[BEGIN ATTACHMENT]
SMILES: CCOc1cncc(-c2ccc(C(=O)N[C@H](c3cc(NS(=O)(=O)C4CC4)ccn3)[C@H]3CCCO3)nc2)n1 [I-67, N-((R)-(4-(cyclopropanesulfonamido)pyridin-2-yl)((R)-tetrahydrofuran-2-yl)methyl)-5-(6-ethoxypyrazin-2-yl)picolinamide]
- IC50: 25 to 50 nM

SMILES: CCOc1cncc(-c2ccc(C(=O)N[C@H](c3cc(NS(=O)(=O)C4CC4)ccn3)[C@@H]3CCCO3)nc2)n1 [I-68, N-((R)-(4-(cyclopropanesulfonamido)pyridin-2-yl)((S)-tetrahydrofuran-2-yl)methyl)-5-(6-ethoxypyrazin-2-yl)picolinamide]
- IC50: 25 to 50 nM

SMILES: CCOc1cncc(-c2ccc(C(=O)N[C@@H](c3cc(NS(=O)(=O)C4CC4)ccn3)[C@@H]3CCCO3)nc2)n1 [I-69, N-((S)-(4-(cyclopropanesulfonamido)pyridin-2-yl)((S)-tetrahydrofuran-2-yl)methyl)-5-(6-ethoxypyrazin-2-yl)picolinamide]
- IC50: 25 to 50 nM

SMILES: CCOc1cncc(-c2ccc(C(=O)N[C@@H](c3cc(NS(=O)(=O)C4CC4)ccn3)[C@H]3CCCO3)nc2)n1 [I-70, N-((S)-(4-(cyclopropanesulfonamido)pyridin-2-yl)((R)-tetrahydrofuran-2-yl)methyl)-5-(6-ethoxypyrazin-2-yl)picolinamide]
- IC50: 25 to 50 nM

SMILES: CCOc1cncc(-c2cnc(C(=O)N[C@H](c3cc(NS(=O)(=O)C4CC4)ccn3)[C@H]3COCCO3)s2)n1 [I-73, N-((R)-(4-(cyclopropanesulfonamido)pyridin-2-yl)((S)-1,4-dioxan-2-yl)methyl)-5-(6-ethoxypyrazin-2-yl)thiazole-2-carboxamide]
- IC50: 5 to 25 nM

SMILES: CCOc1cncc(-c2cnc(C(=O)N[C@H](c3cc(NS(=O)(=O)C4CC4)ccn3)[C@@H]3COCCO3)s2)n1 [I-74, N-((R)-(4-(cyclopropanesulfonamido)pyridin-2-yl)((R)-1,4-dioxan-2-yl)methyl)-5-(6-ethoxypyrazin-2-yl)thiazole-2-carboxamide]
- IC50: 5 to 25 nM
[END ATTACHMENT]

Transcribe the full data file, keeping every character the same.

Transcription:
SMILES: CCOc1cncc(-c2ccc(C(=O)N[C@H](c3cc(NS(=O)(=O)C4CC4)ccn3)[C@H]3CCCO3)nc2)n1 [I-67, N-((R)-(4-(cyclopropanesulfonamido)pyridin-2-yl)((R)-tetrahydrofuran-2-yl)methyl)-5-(6-ethoxypyrazin-2-yl)picolinamide]
- IC50: 25 to 50 nM

SMILES: CCOc1cncc(-c2ccc(C(=O)N[C@H](c3cc(NS(=O)(=O)C4CC4)ccn3)[C@@H]3CCCO3)nc2)n1 [I-68, N-((R)-(4-(cyclopropanesulfonamido)pyridin-2-yl)((S)-tetrahydrofuran-2-yl)methyl)-5-(6-ethoxypyrazin-2-yl)picolinamide]
- IC50: 25 to 50 nM

SMILES: CCOc1cncc(-c2ccc(C(=O)N[C@@H](c3cc(NS(=O)(=O)C4CC4)ccn3)[C@@H]3CCCO3)nc2)n1 [I-69, N-((S)-(4-(cyclopropanesulfonamido)pyridin-2-yl)((S)-tetrahydrofuran-2-yl)methyl)-5-(6-ethoxypyrazin-2-yl)picolinamide]
- IC50: 25 to 50 nM

SMILES: CCOc1cncc(-c2ccc(C(=O)N[C@@H](c3cc(NS(=O)(=O)C4CC4)ccn3)[C@H]3CCCO3)nc2)n1 [I-70, N-((S)-(4-(cyclopropanesulfonamido)pyridin-2-yl)((R)-tetrahydrofuran-2-yl)methyl)-5-(6-ethoxypyrazin-2-yl)picolinamide]
- IC50: 25 to 50 nM

SMILES: CCOc1cncc(-c2cnc(C(=O)N[C@H](c3cc(NS(=O)(=O)C4CC4)ccn3)[C@H]3COCCO3)s2)n1 [I-73, N-((R)-(4-(cyclopropanesulfonamido)pyridin-2-yl)((S)-1,4-dioxan-2-yl)methyl)-5-(6-ethoxypyrazin-2-yl)thiazole-2-carboxamide]
- IC50: 5 to 25 nM

SMILES: CCOc1cncc(-c2cnc(C(=O)N[C@H](c3cc(NS(=O)(=O)C4CC4)ccn3)[C@@H]3COCCO3)s2)n1 [I-74, N-((R)-(4-(cyclopropanesulfonamido)pyridin-2-yl)((R)-1,4-dioxan-2-yl)methyl)-5-(6-ethoxypyrazin-2-yl)thiazole-2-carboxamide]
- IC50: 5 to 25 nM